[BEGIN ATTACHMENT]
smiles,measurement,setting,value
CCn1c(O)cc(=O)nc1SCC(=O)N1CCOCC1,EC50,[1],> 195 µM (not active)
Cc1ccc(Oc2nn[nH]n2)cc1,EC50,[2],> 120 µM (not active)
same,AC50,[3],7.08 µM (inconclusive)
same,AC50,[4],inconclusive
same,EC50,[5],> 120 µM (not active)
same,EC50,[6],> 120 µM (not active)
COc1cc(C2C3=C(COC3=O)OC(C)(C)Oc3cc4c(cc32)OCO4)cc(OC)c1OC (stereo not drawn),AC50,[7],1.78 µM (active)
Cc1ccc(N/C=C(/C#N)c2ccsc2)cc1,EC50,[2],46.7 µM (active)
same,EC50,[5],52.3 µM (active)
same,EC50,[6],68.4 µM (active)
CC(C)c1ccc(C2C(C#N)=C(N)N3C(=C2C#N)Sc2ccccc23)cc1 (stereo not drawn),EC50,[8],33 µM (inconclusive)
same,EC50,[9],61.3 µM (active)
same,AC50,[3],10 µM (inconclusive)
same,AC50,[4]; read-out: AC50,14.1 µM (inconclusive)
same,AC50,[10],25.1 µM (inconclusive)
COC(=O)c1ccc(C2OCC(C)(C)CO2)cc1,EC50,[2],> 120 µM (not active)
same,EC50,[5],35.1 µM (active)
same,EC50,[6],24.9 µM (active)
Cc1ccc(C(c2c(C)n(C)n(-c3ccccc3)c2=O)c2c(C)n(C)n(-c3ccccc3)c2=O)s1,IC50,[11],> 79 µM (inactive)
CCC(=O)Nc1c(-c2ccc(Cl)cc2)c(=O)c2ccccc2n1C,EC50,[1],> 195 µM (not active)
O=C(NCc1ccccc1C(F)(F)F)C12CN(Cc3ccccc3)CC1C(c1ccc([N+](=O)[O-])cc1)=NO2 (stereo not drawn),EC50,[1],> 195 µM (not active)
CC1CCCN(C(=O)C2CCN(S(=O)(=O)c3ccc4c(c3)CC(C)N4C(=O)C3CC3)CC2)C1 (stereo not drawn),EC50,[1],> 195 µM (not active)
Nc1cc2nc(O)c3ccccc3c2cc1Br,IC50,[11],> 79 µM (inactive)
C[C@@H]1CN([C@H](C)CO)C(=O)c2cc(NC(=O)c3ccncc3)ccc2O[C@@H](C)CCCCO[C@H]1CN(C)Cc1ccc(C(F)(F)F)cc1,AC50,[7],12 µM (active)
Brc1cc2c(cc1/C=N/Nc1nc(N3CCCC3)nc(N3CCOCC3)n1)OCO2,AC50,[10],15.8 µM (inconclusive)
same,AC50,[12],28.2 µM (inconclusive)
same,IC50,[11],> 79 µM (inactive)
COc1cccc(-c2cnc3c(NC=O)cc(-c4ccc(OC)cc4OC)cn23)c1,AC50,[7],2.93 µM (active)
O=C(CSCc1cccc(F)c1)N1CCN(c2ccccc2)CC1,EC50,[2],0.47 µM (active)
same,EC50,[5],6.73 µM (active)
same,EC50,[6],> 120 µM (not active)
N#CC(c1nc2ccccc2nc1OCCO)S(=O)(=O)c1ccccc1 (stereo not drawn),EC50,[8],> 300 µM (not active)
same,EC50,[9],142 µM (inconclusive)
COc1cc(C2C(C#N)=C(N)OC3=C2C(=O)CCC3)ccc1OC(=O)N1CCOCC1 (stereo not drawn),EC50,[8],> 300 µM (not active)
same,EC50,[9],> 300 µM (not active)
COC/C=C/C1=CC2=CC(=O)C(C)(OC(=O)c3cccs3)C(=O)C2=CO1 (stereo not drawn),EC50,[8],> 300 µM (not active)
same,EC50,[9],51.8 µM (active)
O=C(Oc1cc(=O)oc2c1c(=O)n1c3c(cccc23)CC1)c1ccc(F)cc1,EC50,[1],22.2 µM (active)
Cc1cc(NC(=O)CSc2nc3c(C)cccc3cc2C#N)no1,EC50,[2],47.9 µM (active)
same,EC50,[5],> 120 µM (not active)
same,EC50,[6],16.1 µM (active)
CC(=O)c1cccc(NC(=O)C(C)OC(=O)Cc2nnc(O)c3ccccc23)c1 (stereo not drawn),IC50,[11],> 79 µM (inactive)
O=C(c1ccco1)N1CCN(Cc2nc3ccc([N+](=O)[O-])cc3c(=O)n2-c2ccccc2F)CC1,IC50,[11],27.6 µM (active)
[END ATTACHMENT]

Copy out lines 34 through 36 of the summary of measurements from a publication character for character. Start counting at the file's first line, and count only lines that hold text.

same,EC50,[9],142 µM (inconclusive)
COc1cc(C2C(C#N)=C(N)OC3=C2C(=O)CCC3)ccc1OC(=O)N1CCOCC1 (stereo not drawn),EC50,[8],> 300 µM (not active)
same,EC50,[9],> 300 µM (not active)